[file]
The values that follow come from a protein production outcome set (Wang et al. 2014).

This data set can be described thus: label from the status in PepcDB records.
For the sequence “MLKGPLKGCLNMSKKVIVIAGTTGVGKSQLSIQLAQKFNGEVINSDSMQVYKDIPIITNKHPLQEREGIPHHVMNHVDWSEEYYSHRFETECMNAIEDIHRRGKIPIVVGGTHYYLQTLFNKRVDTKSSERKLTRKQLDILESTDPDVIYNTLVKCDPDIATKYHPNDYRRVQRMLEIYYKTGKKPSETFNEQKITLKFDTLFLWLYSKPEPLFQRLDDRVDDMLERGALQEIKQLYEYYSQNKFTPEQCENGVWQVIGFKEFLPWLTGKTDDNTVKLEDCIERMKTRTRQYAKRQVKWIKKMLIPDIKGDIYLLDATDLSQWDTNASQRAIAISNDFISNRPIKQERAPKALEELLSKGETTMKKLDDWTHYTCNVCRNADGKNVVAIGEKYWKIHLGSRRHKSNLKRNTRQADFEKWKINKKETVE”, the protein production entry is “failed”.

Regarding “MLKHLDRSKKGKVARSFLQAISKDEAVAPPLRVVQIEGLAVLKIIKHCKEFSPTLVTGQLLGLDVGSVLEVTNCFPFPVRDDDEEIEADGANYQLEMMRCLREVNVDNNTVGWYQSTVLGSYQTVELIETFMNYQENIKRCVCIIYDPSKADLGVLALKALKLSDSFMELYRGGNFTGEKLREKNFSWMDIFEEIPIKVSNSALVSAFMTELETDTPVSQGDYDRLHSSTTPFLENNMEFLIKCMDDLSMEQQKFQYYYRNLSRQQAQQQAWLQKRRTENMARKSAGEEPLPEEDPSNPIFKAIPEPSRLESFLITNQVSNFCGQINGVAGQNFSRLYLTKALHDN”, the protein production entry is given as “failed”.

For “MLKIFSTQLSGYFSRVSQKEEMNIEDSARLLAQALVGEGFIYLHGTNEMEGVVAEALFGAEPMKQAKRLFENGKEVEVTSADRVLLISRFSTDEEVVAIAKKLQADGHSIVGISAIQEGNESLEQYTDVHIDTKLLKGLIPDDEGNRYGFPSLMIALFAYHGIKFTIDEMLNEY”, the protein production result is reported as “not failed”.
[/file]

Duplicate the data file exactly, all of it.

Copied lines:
The values that follow come from a protein production outcome set (Wang et al. 2014).

This data set can be described thus: label from the status in PepcDB records.
For the sequence “MLKGPLKGCLNMSKKVIVIAGTTGVGKSQLSIQLAQKFNGEVINSDSMQVYKDIPIITNKHPLQEREGIPHHVMNHVDWSEEYYSHRFETECMNAIEDIHRRGKIPIVVGGTHYYLQTLFNKRVDTKSSERKLTRKQLDILESTDPDVIYNTLVKCDPDIATKYHPNDYRRVQRMLEIYYKTGKKPSETFNEQKITLKFDTLFLWLYSKPEPLFQRLDDRVDDMLERGALQEIKQLYEYYSQNKFTPEQCENGVWQVIGFKEFLPWLTGKTDDNTVKLEDCIERMKTRTRQYAKRQVKWIKKMLIPDIKGDIYLLDATDLSQWDTNASQRAIAISNDFISNRPIKQERAPKALEELLSKGETTMKKLDDWTHYTCNVCRNADGKNVVAIGEKYWKIHLGSRRHKSNLKRNTRQADFEKWKINKKETVE”, the protein production entry is “failed”.

Regarding “MLKHLDRSKKGKVARSFLQAISKDEAVAPPLRVVQIEGLAVLKIIKHCKEFSPTLVTGQLLGLDVGSVLEVTNCFPFPVRDDDEEIEADGANYQLEMMRCLREVNVDNNTVGWYQSTVLGSYQTVELIETFMNYQENIKRCVCIIYDPSKADLGVLALKALKLSDSFMELYRGGNFTGEKLREKNFSWMDIFEEIPIKVSNSALVSAFMTELETDTPVSQGDYDRLHSSTTPFLENNMEFLIKCMDDLSMEQQKFQYYYRNLSRQQAQQQAWLQKRRTENMARKSAGEEPLPEEDPSNPIFKAIPEPSRLESFLITNQVSNFCGQINGVAGQNFSRLYLTKALHDN”, the protein production entry is given as “failed”.

For “MLKIFSTQLSGYFSRVSQKEEMNIEDSARLLAQALVGEGFIYLHGTNEMEGVVAEALFGAEPMKQAKRLFENGKEVEVTSADRVLLISRFSTDEEVVAIAKKLQADGHSIVGISAIQEGNESLEQYTDVHIDTKLLKGLIPDDEGNRYGFPSLMIALFAYHGIKFTIDEMLNEY”, the protein production result is reported as “not failed”.